Warmer temperatures, sunshine and the appearance of new Spring grass reminds us that it is time to start thinking about plans for the coming season with our horses. In addition to planning shows or trail rides, replacing worn out tack and riding clothes and trimming bridle paths, it’s time to make an appointment with the veterinarian. The doctor will work with you to make sure your horses are up to date on preventative care and maintenance such as vaccinations, deworming/fecal egg counts, Coggins tests and dentistry. But perhaps you are missing out on another important aspect of preventative care—sports medicine. Everyone knows to call the veterinarian when a horse comes up severely lame or wanders in from the pasture with a swollen joint or leg. Have you ever wondered if you could do more to prevent or manage problems before they become that serious?

In recent years, preventative sports medicine has become an important part of human orthopedic practices. If you have visited the new YMCA facility on the west side of Springfield, you may have noticed that nearly a quarter of that building is occupied by Memorial Medical Center’s Sportscare—a facility devoted to providing sports medicine and rehabilitation services right alongside pools, gyms and basketball courts. But why the new emphasis on PRO-active, preventative care rather than RE-active care?

Consider two scenarios involving a patient with early stages of osteoarthritis in the knee. In one case, a moderately active woman who enjoys hiking and playing tennis begins to notice that when she exercises her knee hurts. Suspecting that she has strained something she takes an OTC anti-inflammatory (such as ibuprofen) and rests. Her knee stops hurting but only until she discontinues the medications or resumes activity. Eventually, she becomes frustrated and decides to just avoid the activities that seem to make her pain worse—perhaps she is just “too old” to keep playing tennis. As her lifestyle becomes more sedentary she notices overall body stiffness in addition to the nagging, chronic pain in her knee and she begins to gain weight and lose muscle tone. Finally, she visits an orthopedic surgeon who diagnoses end-stage arthritis and recommends knee replacement surgery followed by months of rehabilitation and an intensive weight loss program to decrease the strain placed on her knee (and other joints) and lower her elevated blood pressure and cholesterol. After she follows all of his recommendations will she find relief and be able to resume some of the activities she used to enjoy? Maybe.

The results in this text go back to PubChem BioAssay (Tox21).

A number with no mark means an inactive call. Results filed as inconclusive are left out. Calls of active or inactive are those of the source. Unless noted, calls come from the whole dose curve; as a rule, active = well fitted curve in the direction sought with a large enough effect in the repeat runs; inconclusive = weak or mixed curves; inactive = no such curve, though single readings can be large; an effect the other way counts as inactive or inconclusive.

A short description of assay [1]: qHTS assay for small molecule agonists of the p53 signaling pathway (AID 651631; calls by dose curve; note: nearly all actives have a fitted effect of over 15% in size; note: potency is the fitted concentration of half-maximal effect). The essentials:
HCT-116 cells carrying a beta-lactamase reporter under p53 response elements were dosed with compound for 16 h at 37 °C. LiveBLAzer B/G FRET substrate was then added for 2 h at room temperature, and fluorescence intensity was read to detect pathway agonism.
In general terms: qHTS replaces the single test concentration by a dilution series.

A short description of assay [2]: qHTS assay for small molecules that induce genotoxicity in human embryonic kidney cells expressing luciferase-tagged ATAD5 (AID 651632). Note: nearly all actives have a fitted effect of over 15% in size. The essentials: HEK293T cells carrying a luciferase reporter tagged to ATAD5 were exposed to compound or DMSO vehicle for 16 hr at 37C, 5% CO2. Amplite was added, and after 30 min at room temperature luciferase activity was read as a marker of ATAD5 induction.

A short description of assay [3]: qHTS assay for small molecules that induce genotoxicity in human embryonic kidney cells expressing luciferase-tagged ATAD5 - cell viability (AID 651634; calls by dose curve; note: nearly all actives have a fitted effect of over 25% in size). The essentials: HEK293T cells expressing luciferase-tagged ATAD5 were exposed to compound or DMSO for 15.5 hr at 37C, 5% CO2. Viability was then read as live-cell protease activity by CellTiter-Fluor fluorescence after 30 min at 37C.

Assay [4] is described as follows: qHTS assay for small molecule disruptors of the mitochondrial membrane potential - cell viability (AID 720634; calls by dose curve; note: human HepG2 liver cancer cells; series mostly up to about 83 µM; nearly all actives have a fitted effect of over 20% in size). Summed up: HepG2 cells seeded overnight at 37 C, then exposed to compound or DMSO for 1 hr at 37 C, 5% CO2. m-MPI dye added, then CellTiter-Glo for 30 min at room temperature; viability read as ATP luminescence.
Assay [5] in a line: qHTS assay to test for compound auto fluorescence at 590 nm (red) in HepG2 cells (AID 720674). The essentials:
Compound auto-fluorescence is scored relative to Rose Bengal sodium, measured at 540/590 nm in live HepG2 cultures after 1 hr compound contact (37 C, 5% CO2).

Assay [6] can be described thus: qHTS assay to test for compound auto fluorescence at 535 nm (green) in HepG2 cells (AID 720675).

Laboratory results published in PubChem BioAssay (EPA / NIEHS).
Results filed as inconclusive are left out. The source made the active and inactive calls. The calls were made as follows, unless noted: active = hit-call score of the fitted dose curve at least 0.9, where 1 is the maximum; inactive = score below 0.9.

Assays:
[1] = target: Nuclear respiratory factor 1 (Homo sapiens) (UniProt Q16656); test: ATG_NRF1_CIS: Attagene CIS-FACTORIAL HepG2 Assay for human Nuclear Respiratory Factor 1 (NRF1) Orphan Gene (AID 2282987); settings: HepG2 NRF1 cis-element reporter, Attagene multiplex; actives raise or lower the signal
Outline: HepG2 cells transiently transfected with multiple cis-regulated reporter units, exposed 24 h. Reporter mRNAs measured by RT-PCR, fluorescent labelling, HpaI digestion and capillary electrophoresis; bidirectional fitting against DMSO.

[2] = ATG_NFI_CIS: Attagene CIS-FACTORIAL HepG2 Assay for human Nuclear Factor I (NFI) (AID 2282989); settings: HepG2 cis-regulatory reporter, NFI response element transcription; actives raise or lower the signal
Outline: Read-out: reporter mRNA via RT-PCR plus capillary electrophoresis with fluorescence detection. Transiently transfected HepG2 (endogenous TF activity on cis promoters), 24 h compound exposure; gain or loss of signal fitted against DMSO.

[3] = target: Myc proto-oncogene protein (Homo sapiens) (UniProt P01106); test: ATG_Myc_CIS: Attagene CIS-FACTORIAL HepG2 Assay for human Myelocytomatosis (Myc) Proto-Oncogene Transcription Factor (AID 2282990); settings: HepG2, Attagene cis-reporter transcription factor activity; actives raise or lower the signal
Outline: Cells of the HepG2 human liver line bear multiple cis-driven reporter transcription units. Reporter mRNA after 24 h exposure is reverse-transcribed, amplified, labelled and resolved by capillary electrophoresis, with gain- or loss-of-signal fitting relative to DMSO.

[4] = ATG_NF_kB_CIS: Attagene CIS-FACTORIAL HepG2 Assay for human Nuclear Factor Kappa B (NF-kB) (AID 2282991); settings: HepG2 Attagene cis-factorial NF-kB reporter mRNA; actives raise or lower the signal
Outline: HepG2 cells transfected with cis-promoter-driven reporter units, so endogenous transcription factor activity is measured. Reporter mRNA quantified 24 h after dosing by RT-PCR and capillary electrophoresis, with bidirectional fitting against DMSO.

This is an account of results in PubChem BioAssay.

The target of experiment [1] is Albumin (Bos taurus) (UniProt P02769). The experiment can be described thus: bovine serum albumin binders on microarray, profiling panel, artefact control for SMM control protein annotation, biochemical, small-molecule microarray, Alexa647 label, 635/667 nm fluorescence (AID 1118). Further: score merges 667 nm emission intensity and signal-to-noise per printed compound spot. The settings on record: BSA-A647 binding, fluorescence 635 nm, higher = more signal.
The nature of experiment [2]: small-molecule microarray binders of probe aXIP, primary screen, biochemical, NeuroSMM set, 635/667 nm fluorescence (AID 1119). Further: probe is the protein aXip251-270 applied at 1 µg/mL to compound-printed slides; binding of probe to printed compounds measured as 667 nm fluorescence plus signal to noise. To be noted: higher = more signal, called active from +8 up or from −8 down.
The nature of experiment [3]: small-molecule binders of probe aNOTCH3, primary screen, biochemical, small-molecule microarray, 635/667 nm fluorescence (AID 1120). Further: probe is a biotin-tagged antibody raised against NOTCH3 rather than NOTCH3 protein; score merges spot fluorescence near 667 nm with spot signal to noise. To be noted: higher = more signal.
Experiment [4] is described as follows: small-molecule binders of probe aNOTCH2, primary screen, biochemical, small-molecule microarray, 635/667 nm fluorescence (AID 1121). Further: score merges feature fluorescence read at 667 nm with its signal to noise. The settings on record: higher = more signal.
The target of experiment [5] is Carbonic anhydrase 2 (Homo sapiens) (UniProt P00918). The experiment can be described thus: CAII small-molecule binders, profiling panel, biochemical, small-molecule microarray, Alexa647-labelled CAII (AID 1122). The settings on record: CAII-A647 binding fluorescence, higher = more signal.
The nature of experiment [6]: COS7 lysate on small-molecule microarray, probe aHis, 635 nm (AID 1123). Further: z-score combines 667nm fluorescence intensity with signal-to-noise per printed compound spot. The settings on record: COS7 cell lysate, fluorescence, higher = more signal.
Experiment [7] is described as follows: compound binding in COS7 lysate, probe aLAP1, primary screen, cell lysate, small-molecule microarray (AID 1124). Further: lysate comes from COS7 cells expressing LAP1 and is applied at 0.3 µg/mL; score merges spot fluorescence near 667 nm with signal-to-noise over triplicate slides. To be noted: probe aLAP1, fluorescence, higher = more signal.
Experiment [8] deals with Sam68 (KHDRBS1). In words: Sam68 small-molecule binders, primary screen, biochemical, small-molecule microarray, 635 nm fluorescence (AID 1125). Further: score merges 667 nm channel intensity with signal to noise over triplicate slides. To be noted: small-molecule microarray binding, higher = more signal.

In the second case, the same woman immediately visits her doctor when her knee begins to hurt. He performs a thorough physical exam and testing and diagnoses her with early osteoarthritis in the knee. He injects the knee joint with synthetic hyaluronic acid and a corticosteroid to quickly decrease inflammation in the joint, protect the cartilage and relieve her pain. He prescribes oral anti-inflammatories as needed, as well as counseling her on how to condition her body and safely participate in athletic activities so that she can remain active and healthy while slowing the progression of the arthritis in her knee. The doctor also discusses dietary modifications she can make to increase anti-oxidants in her diet, maximize her energy level, and keep her musculoskeletal and cardiovascular systems healthy. With her doctor’s ongoing care and advice, the woman maintains her healthy, active lifestyle and continues to enjoy her favorite activities.